A lot has changed in Florida over the past 20 years. The state has 5.8 million more residents. There are dozens of new municipalities. And our state budget has ballooned from $42.3 billion in 1998 to $89.3 billion this year.
What hasn’t changed is Republican Party occupation of the Governor’s Mansion, where Democrats have been locked out for two decades. The low point coming with two consecutive losses to former health care CEO Rick Scott, one of the least popular governors in the state’s modern history.
Today, despite its impressive rebound from the Great Recession, Florida still faces big issues: from an environmental disaster plaguing both southern coasts due to toxic algae blooms to an economy producing a lackluster amount of good-paying jobs to a K-12 public education system mired in the bottom 10th in the nation.
With this backdrop, Democrats are hoping — once again — to finally take back the governorship in the November election. But that means bringing the best candidate forward who can win. To that end, the Aug. 28 primary features the party’s most impressive group of gubernatorial hopefuls in more than a decade. The Palm Beach Post, along with the editorial boards of the South Florida Sun-Sentinel and Miami Herald collaborated to interview, separately, the top five Democratic primary candidates: Tallahassee Mayor Andrew Gillum, former Miami Beach Mayor Phillip Levine, Winter Park businessman Chris King, Palm Beach County real estate investor Jeff Greene and former Congresswoman Gwen Graham.
The Republican candidates — Florida Agriculture commissioner Adam Putnam and U.S. Rep. Ron DeSantis — were also invited to meet with editors but declined to be interviewed.
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For the Democrats, the Post endorses Graham for her principled, pragmatic approach that will be indispensable in working with a Republican-dominated Legislature to produce laws and policy that work for all Floridians. But as Graham, 55, proved during her term as a North Florida congresswoman, she is no shrinking violet. We have no doubt that, if need be, she will push back not only against GOP lawmakers too used to getting their way but also her own party apparatus.
As important, however, for Democrats in November is the fact that Graham can win.
It’s difficult to say that about King, who, despite a compassionate message highlighting affordable housing and wage inequality has struggled garnering enough name recognition to move up in the polls. The more dynamic Gillum, with the help of big money out-of-state donors, has at least been in double-digits in most polls. But we believe his rhetoric, bolstered by an endorsement from Vermont Sen. Bernie Sanders, is perceived to be too far left to win in November. And unfortunately, perception is nine-tenths of politics.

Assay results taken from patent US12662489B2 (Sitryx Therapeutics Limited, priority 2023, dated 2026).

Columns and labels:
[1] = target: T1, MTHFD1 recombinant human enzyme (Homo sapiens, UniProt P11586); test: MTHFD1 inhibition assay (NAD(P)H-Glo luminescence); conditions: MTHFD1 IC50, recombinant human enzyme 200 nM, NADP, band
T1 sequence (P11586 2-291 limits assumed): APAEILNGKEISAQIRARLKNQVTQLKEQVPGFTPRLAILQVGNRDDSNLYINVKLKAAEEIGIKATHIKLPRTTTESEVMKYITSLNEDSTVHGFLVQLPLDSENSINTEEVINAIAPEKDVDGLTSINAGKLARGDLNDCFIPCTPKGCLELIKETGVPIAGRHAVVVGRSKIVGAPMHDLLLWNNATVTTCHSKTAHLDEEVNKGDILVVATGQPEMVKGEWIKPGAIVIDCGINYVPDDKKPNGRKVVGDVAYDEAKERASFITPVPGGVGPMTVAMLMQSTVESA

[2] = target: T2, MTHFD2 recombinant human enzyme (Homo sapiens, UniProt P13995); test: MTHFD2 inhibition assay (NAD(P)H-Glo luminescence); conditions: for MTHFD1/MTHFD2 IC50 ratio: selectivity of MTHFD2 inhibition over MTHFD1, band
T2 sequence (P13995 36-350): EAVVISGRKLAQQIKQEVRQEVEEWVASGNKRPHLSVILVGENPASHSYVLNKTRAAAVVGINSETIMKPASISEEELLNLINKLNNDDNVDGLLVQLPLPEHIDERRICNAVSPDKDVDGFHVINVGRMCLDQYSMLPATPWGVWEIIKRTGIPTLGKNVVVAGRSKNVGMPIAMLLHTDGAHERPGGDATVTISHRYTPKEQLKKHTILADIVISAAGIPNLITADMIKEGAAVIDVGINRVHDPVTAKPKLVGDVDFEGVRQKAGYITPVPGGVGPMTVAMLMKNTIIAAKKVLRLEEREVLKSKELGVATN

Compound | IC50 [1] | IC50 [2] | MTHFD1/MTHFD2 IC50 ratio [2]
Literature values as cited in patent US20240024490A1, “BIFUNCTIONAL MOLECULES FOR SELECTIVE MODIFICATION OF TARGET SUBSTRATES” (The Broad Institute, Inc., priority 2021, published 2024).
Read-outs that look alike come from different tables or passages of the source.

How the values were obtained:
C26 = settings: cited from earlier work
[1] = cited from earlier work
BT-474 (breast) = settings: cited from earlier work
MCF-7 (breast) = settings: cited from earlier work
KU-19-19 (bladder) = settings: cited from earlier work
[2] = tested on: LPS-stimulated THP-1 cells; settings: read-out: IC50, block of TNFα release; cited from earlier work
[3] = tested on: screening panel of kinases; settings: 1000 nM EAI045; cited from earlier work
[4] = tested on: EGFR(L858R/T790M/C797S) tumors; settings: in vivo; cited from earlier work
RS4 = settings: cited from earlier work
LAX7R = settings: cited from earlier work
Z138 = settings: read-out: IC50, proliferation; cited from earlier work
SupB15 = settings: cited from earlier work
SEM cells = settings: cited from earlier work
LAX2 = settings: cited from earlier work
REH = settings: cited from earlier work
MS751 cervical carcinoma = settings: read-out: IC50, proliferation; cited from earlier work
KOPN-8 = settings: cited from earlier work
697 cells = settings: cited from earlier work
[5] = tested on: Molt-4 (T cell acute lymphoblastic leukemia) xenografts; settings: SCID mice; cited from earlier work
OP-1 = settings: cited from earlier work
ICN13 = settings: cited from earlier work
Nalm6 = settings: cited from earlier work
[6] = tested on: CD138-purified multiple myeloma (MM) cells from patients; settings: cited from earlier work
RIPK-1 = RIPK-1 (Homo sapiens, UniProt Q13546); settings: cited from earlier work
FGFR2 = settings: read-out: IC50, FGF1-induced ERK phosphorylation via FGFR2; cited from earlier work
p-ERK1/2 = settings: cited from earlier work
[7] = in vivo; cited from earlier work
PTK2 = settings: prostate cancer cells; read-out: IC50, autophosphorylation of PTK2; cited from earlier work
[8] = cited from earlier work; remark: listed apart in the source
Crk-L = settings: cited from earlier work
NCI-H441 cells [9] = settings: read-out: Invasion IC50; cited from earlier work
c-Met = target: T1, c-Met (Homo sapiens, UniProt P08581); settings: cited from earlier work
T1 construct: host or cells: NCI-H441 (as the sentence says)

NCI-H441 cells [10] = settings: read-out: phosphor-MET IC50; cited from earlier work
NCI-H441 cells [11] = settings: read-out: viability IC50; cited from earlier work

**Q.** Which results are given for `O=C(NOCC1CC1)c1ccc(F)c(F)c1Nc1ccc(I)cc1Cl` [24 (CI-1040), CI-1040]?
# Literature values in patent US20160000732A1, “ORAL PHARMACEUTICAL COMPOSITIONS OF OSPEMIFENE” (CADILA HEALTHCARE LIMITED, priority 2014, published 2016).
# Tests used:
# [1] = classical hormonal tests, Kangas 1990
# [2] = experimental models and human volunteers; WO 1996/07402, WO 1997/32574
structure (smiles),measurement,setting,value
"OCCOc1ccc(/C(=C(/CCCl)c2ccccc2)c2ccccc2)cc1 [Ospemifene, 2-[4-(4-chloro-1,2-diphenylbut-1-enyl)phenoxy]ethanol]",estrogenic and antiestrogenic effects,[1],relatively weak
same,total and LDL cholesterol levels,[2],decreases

Levine has a proven track record as mayor of Miami Beach, and as a fighter. As he likes to say, he “got things done” dealing with issues like sea level rise. But Floridians don’t need another governor to rule by executive fiat. A Democratic takeover of the Senate in November would help, but that’s a very long shot. A Democratic governor must be prepared to work with a GOP legislature that doesn’t need any more incentive to be unfriendly.
To his credit, Greene says he will work to elect a Democratic Senate. We presume by spending some of his vast fortune to bring them along with his campaign. If unsuccessful in flipping the Senate, Greene says he would “call every Republican member” in an effort to work with them. But other than his willingness to spend “up to $200 million to win” the governorship, voters really don’t know much about the billionaire developer. He has spent a lot recently attacking Graham over the proposed American Dream Miami mega-mall and her vote on the Keystone Pipeline project.
Graham has admittedly stumbled on the mall project, something she thought would never be an issue given her stepping down from the Graham Companies board in 2015. We are confident, given her Florida pedigree, that Graham will remain strong on the environment. The same regarding her vote on the Keystone Pipeline, which was more about “pragmatism over towing the party line” than support of Big Oil. And just last week, Greene himself unloaded $16.5 million in oil and energy stocks the same day Graham accused him of “profiting off of Gulf oil drilling.”
All five Democratic candidates will carry the progressive torch into battle on the protecting the environment, spending more on public education, repealing the “Stand Your Ground” law, a $15 minimum wage, expanding Medicaid with federal dollars and pushing for tighter gun control.
But for the best chance to win in November, they should place that torch in Graham’s hand.
Read all of The Post’s endorsements online at www.MyPalmBeachPost.com/2018-endorsements.
Democrats are hoping — once again — to finally take back the governorship in the November election.